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Providing Insight
Into Climate Change
Friends of Science Newsletter March 2015

Friends of Science logo


March 2015


No. 45

The PDF version of this newsletter is here.

“FoS is dedicated to providing the public with insight into Climate Science”


We have been busy in 2015, and expect to get busier ‘on the road to Paris 2015’. During the past 12 months we have issued 34 press releases with wide circulation which have countered the misinformation commonly espoused by the main stream media. Although we are very confident in our evidence based assessment of the climate change boondoggle being perpetrated upon the public it requires diligence and tenacity to overcome the apathy and reticence of the general public to review the facts for themselves. The increasingly desperate tactics of the radical environmentalists and vested interest alarmists indicate that they are running scared.

Our website,, continues to be a comprehensive resource for anyone wishing to investigate the science-based facts. Our Facebook page, "Friends of Science" is extremely active with posted articles, generally of a non-technical nature, which attract a large number of comments from both alarmists and skeptics. Our Facebook policy is to encourage dialogue and freedom of opinion. There is no censorship except in rare cases of abusive or unacceptably rude language. We encourage all of our members to join the debate.

On April 11, Canada’s premiers are heading to Quebec City to discuss climate change. We expect a very large contingent of warmers to also attend their conference, including Suzuki, Greenpeace and many local Quebec organizations. Many ‘green’ groups are pressing for cap and trade or carbon taxes. We are informing the public with our ‘McKitrick on Climate Change’ information series and other recent items. Please share them with colleagues, friends and family, on facebook, twitter, or on-line comment forums:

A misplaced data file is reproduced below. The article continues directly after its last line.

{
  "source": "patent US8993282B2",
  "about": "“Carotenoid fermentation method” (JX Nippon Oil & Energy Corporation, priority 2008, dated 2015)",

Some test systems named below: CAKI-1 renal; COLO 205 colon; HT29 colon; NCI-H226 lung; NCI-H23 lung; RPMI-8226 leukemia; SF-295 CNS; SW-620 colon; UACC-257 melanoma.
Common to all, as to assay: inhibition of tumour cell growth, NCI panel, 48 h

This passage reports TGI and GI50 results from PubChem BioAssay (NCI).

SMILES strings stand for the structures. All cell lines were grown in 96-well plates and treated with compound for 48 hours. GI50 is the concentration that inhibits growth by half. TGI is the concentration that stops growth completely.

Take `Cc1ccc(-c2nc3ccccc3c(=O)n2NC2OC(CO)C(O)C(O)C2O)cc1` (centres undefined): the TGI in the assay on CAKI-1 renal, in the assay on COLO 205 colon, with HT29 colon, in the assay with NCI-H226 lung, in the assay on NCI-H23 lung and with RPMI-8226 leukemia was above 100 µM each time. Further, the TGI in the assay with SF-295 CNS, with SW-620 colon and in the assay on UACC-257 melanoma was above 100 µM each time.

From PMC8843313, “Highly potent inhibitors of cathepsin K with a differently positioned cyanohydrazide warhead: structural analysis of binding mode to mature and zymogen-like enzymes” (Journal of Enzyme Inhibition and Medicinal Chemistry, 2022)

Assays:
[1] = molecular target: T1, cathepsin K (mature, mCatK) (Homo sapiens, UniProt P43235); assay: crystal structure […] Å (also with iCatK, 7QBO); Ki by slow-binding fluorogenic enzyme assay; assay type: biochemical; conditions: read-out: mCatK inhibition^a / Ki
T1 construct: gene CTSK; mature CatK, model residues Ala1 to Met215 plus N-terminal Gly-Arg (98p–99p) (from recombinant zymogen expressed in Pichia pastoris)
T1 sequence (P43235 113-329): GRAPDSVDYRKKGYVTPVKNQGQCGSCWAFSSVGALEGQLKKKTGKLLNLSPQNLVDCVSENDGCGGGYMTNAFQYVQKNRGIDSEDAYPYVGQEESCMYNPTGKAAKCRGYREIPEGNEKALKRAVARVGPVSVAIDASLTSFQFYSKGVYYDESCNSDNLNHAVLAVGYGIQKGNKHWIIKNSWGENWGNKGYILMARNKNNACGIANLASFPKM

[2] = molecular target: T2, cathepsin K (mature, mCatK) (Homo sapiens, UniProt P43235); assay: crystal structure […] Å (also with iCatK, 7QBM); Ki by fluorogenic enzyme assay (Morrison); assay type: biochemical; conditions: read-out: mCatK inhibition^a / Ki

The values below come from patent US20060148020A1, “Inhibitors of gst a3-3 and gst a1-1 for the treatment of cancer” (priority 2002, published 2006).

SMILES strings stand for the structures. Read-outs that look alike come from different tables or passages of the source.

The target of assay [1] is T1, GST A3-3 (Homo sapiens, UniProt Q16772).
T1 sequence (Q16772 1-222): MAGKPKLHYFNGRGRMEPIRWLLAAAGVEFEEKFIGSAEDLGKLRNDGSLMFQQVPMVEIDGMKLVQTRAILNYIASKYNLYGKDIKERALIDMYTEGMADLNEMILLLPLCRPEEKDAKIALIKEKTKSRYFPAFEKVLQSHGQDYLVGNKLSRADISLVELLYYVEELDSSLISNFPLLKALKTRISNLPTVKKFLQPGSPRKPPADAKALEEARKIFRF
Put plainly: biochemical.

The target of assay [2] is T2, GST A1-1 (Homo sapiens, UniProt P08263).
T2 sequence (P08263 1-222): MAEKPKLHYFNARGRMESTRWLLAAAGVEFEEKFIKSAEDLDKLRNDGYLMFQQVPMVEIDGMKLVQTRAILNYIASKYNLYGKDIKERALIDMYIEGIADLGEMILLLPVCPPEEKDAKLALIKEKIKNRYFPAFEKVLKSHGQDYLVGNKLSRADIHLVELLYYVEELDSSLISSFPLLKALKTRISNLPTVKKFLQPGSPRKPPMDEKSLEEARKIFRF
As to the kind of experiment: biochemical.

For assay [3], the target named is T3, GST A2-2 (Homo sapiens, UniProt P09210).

McKitrick on Climate Change Video:

Layman’s Guide to Social Costs of Carbon:

Ideology or Evidence – A Critical review of Ontario’s Climate Change Discussions paper:

Burning Questions – report challenging the Alberta phase-out coal campaign:

Burning Questions Video clip:

As further news, it is with some regret that I wish to inform the members that I have recently resigned as president of Friends of Science.  Effective immediately, Vice President Warren Blair will now handle all of the President’s responsibilities. He will take over as Acting President until our Annual General Meeting, Warren has agreed to stand as a nominee for the position of President at the Annual General Meeting. I plan to continue to work as a regular director and to help the Society in any way that I can.

I sincerely appreciate all of the assistance and support provided by our members, directors and consultants Julie Toblan and Michelle Stirling during my four year tenure as President. I feel that we have accomplished a lot by way of educating the public and government concerning climate change, and it is now time for others to lead the pack. 

Once again, we sincerely request assistance from our members to help the volunteer board with our activities.  We especially need new board members as our numbers have declined over the past year while our activities have expanded. If any of our members are interested in participating, or know of others who may be interested, please let us know. 

                                                Len Maier
                                                Past President, Friends of Science



 Towards Paris 2015 – Part 5